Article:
The JFA Institute argues that its recommendations would save the U.S. taxpayer $20 billion a year and, eventually, reduce prison rolls by half. Certainly, they represent the real reforms that California and America as a whole need: reducing sentences, eliminating the use of prison for parole violators, reducing parole and probation supervision periods and, most importantly, decriminalizing victimless crimes, particularly those related to drug use and abuse."
Good luck in protecting yourself from what have become gang organizations in their own right. Paul Craig Roberts spoke to wronged innocents and their inability to defend themselves in an earlier essay on LRC:
"The law makes it impossible for Americans to defend themselves from police brutality. Law and order conservatives have made it a felony with a long prison sentence to "assault a police officer." Assaulting a police officer means that if a police thug intends to beat your brains out with his nightstick and you disarm your assailant, you have "assaulted a police officer." If you are not shot on the spot by his backup, you will be convicted by a "law and order" jury and sent to prison."
It almost appears as if a cop's primary task today is to select various and sundry candidates to escort into the American penal system. In essence, statist concierges forever destroying vast swaths of individual lives and their associated networks of friends and family; a maw through which humans pass but are rendered unrecoverable by civilized standards after a few years inside. I think the confluence of the police industry and the massive (and illegitimate) expansion of criminal statutes nationwide has given a vicious inertia to the problem.
I am even hard-pressed to think of a good reason to keep police on the streets. Cops are basically historians who come to a crime scene after the fact. Their entire charter has changed from being peace officers to becoming law enforcers (no matter how silly). Has anyone else been irritated by the changing nature of police cruisers? Usually festooned with light bars and clear identification, the new trend has been stealth police cars with hidden lights and antennae. Why? Most likely to more readily stop speeders or other non-crimes for which the revenue streams are so lucrative. Imagine, for instance, if a state instructed all highway patrol organizations to stop speeders but only insurance points would be assigned with no fines imposed. The vehicle stops for speeding would dry up because the remuneration incentives would evaporate. This is not about safety, it is about revenue. "Research conducted by the Florida Department of Transportation showed that the percentage of accidents actually caused by speeding is very low, 2.2 percent."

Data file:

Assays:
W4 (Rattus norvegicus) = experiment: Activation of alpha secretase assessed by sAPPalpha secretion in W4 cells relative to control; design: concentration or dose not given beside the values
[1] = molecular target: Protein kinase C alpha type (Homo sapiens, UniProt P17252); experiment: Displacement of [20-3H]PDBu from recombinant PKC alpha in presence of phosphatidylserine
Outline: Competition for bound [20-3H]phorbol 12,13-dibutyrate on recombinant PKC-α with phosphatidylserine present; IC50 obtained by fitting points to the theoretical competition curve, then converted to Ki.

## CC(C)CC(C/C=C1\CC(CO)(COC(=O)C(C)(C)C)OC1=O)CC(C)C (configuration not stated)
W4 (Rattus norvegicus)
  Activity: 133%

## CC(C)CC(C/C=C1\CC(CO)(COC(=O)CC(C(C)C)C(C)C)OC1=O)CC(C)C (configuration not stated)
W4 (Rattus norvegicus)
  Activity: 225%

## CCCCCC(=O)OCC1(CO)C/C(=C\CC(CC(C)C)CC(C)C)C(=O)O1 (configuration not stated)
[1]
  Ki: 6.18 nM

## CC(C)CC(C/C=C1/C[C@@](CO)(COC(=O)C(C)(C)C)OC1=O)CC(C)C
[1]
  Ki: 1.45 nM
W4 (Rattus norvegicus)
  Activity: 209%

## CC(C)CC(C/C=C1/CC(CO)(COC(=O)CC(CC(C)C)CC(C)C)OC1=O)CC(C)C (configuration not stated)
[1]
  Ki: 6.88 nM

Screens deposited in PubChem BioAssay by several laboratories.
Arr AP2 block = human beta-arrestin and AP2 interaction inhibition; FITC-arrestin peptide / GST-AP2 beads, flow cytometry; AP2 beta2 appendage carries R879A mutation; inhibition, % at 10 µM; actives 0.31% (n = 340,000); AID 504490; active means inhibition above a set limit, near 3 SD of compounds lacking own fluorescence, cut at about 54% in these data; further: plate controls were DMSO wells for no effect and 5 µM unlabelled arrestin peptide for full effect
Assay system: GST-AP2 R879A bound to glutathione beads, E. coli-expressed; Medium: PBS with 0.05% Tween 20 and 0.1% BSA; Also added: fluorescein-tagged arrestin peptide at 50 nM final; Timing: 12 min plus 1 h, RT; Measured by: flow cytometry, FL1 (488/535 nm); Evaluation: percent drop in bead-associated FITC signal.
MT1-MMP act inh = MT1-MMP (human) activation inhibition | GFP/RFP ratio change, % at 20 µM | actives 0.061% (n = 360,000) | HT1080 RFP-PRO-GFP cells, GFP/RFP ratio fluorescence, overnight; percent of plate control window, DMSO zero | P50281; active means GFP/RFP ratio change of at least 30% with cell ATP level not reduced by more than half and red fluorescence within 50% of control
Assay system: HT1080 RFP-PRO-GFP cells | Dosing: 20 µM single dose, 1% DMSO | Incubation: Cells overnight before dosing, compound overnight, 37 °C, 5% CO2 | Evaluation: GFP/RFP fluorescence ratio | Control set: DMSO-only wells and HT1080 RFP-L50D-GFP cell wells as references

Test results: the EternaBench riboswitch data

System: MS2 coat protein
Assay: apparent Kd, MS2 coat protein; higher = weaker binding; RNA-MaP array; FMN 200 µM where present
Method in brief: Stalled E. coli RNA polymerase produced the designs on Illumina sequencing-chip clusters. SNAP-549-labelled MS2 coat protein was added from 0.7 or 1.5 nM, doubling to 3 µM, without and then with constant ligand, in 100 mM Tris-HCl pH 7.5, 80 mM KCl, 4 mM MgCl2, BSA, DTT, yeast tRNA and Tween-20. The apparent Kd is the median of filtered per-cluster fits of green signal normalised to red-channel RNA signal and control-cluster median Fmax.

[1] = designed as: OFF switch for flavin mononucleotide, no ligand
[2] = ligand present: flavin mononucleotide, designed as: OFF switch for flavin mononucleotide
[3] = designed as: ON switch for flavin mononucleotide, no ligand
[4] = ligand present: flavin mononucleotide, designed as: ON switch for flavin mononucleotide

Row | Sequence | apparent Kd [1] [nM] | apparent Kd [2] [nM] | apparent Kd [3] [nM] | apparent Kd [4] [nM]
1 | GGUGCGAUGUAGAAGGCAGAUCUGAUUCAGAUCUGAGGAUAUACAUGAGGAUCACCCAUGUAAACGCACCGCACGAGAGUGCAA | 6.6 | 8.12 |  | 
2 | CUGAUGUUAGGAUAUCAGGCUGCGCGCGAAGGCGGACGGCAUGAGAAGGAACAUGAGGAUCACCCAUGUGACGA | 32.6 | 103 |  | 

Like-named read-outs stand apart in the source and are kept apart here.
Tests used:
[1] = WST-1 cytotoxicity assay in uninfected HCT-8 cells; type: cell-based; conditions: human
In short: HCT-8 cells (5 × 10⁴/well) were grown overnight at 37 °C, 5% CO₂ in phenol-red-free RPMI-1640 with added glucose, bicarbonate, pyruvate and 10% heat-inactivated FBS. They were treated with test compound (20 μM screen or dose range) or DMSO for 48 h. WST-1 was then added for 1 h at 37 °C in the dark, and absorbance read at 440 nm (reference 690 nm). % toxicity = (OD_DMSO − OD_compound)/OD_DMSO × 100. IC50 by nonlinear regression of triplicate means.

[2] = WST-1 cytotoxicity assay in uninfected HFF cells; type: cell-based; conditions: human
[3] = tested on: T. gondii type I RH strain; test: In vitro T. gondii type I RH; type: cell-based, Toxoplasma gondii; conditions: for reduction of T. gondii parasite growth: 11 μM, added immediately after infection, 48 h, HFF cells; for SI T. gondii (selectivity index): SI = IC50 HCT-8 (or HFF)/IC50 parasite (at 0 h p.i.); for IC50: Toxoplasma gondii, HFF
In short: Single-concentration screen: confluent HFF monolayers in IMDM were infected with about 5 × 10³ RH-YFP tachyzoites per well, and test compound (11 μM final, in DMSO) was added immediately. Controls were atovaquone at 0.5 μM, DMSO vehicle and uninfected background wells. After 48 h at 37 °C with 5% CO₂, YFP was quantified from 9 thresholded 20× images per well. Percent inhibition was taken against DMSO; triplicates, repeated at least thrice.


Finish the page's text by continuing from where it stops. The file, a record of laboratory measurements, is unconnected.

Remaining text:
One of the most frightening implications of all this is that the continuous shaping, conditioning and consequent cowing of Americans will lead to the seamless transition to a full-blown police state (we're close).
I can think of a number of possible solutions to include the reduction and disarming of all FLEAs. In an America more anchored to the Founding roots, FLEA visits would be few and far between because state's business would be the preemption at the border. The few FLEA visits that did occur could be escorted if necessary by armed local constabulary. L. Neil Smith, in one of his brilliant novels, even envisioned reflagging the mission of the US Marshals as the sole armed FLEA whose charter was riding herd on FLEA misbehavior. I can even envision the elimination of all police jobs excepting detectives who would be greatly curtailed in the level of violence they could visit on the population. A further step would be the total privatization of the provision of "law enforcement." The elimination of all Federal gun laws to include the 1934 NFA, 1968 GCA and every federal gun law on the books would make the country and the states much safer. I am wide open to new ideas because the current regime is awful and will only get worse.
I do take solace in the observation that every time a united States subject is stopped by the cops today, all visions of Officer Friendly are soundly defeated and they discover that the police are far more concerned about obedience than criminality. I have no beef with cops per se, I simply don't need them.
January 17, 2009
William Buppert [send him mail] and his homeschooled family live in the high desert in the American Southwest.